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Troll Patents Lists In Databases, Sues Everyone 305

Posted by kdawson
from the you-wish dept.
I Don't Believe in Imaginary Property writes "A Florida patent troll called Channel Intelligence is suing everyone from Lemonade to Remember the Milk for infringing on patent 6,917,941, which covers storing a wishlist in a database. Amazon and eBay are absent from the list of targets, even though they very likely store users' wishlists in a database. With any luck, perhaps one of the defendants will get to use that precedent PJ found the other day from In re Lintner, which said, '[c]laims which are broad enough to read on obvious subject matter are unpatentable even though they also read on non-obvious subject matter.'"
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Troll Patents Lists In Databases, Sues Everyone

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  • Quoting PJ. (Score:5, Interesting)

    by khasim (1285) <brandioch.conner@gmail.com> on Tuesday July 22, 2008 @04:08PM (#24294301)

    I know some of you cynics think that there is no hope and that the courts are corrupt or run by nincompoops, but you know I don't agree with you.

    The problem is that the patent troll gets to pick the court. Which means that they can slant it any way they want to. From judges that are pro-patents to judges that have no idea what the issue is and don't feel like educating themselves.

    There are good judges out there. There are bad judges out there.

    The trolls get to choose which ones they want to have their cases decided by.

  • by Anonymous Coward on Tuesday July 22, 2008 @04:19PM (#24294475)

    posting anonymous for obvious reasons.. My Company uses Channel Intelligence to test the conversion rate on various checkout flows. We pay them $20,000 to test 6 flows on our major site, and if they increase conversion by a few percentage points on one of the flows, they get a $10,000 bonus. We have been working with them for a few months now, and I must say, I could have done this in my sleep.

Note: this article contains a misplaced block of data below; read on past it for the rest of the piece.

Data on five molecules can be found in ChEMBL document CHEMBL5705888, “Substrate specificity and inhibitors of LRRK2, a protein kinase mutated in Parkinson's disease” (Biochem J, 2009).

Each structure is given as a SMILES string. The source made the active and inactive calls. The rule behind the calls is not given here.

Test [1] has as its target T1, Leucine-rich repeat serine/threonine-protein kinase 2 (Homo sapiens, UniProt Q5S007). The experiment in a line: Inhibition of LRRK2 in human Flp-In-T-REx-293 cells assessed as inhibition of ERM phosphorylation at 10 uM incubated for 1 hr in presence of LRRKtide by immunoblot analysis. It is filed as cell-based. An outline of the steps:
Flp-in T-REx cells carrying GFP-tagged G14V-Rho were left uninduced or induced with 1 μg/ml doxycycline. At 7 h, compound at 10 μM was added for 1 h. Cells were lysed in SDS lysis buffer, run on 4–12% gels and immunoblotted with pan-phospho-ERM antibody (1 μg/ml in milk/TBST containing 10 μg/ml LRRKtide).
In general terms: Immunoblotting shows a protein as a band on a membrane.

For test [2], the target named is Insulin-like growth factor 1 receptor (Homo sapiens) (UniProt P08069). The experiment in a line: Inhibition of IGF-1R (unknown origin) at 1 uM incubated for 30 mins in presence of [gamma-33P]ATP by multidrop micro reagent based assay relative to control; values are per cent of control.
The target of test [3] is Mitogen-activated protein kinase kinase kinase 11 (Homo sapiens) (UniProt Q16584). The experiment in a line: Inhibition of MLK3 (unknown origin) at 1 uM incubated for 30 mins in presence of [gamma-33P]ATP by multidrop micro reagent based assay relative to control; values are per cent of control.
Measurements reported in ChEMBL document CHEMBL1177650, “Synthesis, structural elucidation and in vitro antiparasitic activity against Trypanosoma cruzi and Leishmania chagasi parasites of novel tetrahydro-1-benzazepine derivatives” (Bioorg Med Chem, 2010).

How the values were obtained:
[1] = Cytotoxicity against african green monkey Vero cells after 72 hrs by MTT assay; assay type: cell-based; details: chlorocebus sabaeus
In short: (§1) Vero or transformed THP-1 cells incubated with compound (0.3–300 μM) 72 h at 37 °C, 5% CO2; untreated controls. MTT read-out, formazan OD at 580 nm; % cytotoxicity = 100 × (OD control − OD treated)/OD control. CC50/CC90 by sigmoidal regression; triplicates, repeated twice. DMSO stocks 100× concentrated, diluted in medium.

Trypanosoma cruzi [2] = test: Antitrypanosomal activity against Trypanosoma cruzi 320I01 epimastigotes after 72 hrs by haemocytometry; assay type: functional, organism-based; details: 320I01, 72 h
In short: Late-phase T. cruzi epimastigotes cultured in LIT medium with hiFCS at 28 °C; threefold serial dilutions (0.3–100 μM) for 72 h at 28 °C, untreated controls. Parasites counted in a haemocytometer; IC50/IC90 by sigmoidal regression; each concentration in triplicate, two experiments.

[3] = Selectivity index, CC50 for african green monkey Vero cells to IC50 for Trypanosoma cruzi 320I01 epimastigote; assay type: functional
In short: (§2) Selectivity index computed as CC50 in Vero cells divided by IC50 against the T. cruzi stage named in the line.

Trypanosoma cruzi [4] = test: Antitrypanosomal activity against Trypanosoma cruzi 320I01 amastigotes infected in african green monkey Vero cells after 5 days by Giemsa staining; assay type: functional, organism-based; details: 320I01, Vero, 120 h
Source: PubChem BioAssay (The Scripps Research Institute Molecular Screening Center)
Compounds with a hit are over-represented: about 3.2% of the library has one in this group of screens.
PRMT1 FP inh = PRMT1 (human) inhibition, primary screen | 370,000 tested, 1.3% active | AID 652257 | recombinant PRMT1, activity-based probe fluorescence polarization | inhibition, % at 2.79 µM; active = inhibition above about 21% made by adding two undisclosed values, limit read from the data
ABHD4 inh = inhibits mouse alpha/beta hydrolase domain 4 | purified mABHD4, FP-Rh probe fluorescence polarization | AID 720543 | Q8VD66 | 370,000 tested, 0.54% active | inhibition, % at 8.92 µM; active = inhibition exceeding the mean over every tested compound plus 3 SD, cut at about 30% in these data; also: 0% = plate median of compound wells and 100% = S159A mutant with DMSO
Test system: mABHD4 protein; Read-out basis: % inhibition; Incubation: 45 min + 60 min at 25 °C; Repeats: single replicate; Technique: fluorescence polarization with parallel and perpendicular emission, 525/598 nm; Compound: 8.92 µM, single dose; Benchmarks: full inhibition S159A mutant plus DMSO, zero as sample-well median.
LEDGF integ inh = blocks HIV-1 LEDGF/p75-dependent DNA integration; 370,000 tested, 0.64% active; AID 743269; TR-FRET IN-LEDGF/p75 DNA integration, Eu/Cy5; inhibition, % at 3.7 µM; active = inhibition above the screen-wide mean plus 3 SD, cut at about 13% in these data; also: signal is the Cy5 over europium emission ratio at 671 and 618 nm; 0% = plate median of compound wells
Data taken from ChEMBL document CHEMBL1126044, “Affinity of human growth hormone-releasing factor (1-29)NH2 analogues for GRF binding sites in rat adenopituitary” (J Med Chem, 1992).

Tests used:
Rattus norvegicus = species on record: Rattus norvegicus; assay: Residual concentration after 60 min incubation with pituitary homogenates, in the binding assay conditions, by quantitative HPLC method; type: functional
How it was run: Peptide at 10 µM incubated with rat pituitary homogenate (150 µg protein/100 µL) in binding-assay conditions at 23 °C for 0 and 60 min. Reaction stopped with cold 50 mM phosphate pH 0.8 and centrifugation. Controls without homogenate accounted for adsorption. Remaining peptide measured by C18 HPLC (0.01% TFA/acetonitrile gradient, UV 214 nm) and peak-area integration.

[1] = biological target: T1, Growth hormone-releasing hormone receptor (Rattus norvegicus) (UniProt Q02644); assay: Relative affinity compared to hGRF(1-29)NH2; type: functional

Now this company has climbed past utter ridiculousness with this patent on "lists in a database". Who are they going to sue next, the publisher of a book on basic database algorithms?

  • by speedtux (1307149) on Tuesday July 22, 2008 @04:21PM (#24294497)

    More likely: Channel Intelligence isnâ(TM)t prepared to litigate against Amazon, who would likely lawyer CI into the ground over this âoepatent.â

    CI most likely wants to get bought by Amazon, and then Amazon can sue everybody over this patent; the patent is quite complementary to their "one click" invention.

  • Re:Patent Office (Score:5, Interesting)

    by spud603 (832173) on Tuesday July 22, 2008 @04:22PM (#24294521)
    from the comments of TFA:
    http://www.peertopatent.org/ [peertopatent.org]
    A joint project with the USPTO and NYU Law School that tries to public input on pending patents. Interesting and potentially very good idea.
  • by TypoNAM (695420) on Tuesday July 22, 2008 @04:29PM (#24294659)

    Newegg is one site I recall having such a feature way back then (they definitely still do now), but I could be wrong as how long they've had it.

  • Re:Patent Office (Score:2, Interesting)

    by Sir_Kurt (92864) on Tuesday July 22, 2008 @04:32PM (#24294705)

    The fact that so many folks and companies have come up with storing a wish list in a database should be proof enough that this "invention" is obvious. In fact, this should be allowed as a defence against any submarine patent. Prior art aside.

  • by Anonymous Coward on Tuesday July 22, 2008 @04:37PM (#24294807)

    Does any online registry of gift items count as prior art? Babies-R-Us and most high-end department stores have been doing this for at least 10 years...

  • Re:Obviously (Score:4, Interesting)

    by Jesus_666 (702802) on Tuesday July 22, 2008 @04:45PM (#24294961)
    I just wonder... Could the small companies pool their resources and contest the patent in one single case, putting the small cases on hold (because the patent is being challenged)?
  • by Anonymous Coward on Tuesday July 22, 2008 @04:48PM (#24295017)